Subsystem: Lactose and Galactose Uptake and Utilization
This subsystem's description is:
Staphylococcus aureus cannot hydrolyse lactose directly. Instead, it has an enzyme, phospho-beta-galactosidase, that hydrolytically cleaves the phosphorylated derivative of lactose into glucose and galactose-6-phosphate. Staphylococcus aureus transports lactose and galactose across the membrane and into the cell by a phosphoenolpyruvate dependent phosphotransferase system, during which, lactose and galactose are phosphorylated respectively to lactose-6-phosphate, and galactose-6-phosphate.
Staphylococcus aureus degrades D-galactose-6-phosphate via the D-tagatose-6-phosphate pathway, a series of three reactions, analogous to the first three reactions of the Embden-Meyerhof pathway for D-glucose-6-phosphate metabolism. The enzymes catalyzing the reactions in the D-tagatose-6-phosphate pathway:
and D-tagatose-1,6-diphosphate aldolase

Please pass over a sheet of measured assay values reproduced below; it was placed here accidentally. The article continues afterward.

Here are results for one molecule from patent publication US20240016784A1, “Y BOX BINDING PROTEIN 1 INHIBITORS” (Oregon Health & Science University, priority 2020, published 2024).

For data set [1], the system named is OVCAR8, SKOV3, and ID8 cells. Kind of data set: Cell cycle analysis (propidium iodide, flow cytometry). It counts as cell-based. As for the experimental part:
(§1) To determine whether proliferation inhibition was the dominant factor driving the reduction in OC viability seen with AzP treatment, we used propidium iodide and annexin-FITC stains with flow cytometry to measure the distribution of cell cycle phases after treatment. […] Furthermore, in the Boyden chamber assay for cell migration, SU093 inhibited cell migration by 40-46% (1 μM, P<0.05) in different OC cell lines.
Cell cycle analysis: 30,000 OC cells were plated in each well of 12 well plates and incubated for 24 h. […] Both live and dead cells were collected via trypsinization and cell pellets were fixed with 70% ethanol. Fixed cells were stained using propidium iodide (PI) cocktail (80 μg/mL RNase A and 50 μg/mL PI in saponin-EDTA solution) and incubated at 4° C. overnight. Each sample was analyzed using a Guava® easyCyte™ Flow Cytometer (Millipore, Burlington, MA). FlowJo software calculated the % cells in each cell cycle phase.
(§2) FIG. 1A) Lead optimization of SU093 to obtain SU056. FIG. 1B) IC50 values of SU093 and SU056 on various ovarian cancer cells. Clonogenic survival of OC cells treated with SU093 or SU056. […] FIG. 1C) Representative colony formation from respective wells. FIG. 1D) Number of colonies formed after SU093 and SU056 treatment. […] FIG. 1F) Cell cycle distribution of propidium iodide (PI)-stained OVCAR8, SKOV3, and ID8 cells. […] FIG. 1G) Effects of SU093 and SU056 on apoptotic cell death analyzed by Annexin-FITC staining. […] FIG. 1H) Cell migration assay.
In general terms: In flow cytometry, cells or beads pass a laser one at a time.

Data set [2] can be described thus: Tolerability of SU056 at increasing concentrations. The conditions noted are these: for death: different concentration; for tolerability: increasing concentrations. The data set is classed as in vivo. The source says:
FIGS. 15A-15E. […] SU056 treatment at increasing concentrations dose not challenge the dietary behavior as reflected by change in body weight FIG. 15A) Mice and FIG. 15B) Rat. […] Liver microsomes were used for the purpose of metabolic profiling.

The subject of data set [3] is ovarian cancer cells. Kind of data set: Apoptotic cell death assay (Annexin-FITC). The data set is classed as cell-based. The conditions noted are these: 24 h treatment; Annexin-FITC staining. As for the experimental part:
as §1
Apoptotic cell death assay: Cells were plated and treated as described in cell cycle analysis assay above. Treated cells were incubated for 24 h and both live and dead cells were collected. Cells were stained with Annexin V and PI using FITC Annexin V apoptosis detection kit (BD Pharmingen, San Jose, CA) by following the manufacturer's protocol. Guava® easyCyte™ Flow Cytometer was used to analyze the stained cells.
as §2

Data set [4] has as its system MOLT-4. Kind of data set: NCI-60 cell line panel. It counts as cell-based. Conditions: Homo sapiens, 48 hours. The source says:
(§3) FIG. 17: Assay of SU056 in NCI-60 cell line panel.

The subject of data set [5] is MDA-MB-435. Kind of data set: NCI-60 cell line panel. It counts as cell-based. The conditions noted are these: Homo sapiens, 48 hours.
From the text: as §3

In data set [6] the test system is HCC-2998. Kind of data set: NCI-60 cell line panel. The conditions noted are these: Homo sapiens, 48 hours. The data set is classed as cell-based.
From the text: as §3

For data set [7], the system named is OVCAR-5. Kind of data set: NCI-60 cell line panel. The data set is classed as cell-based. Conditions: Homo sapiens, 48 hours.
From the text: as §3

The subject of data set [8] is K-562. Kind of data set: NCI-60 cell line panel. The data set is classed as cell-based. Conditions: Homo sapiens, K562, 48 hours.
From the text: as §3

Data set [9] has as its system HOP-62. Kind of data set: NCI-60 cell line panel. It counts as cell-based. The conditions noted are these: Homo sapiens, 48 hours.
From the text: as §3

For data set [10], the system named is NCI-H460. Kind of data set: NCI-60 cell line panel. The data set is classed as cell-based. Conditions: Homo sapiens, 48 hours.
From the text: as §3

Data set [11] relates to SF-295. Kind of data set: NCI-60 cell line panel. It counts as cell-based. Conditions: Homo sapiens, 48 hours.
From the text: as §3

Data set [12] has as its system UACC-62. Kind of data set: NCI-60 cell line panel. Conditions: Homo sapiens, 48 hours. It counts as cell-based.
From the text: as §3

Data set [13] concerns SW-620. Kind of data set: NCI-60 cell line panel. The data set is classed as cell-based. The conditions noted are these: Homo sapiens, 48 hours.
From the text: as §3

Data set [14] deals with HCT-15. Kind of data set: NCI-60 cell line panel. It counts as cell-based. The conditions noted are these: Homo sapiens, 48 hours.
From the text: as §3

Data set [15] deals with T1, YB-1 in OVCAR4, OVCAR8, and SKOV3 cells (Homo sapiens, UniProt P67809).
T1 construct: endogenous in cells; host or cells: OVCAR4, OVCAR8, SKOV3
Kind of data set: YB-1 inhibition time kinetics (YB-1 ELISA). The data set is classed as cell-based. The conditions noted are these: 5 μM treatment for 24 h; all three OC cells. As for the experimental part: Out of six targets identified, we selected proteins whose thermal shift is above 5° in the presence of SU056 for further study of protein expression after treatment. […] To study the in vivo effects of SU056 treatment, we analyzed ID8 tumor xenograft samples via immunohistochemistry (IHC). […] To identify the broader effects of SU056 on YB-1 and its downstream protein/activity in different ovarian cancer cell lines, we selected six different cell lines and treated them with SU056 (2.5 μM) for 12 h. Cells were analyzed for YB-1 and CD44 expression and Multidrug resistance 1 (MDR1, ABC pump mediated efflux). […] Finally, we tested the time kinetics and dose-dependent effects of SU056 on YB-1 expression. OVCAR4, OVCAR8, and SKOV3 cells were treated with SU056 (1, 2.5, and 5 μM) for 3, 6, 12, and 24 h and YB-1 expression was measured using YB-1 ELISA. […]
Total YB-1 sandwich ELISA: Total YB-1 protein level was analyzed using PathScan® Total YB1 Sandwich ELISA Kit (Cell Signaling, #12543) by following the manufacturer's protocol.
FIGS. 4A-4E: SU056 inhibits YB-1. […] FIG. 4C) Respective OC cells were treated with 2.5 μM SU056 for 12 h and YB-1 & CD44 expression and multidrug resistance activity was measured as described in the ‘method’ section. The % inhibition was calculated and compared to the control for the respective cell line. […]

were partially purified and characterized.
1.0 - Lactose and galactose uptake by lactose permease and degradation (lac operon + gal);
2.0 - uptake and degradation of lactose by Staphylococcus way (cleaves the phosphorylated derivative of lactose into glucose and galactose-6-phosphate);
3.0 - lactose and galactose uptake and degradation in both ways (Streptococcus pneumoniae);
4.0 - Galactose uptake and degradation only
W - Lactose and galactose uptake by lactose permease and degradation (lac operon + gal) (with some to many genes missing);
X - LacC, *LacZ, GalE only;
Y - 1 or 2 genes missing for lactose and galactose utilization;
Z - Tagatose utilization pathway only.
For more information, please check out the description and the additional notes tabs, below
|Diagram||Functional Roles||Subsystem Spreadsheet||Description||Additional Notes||Scenarios|
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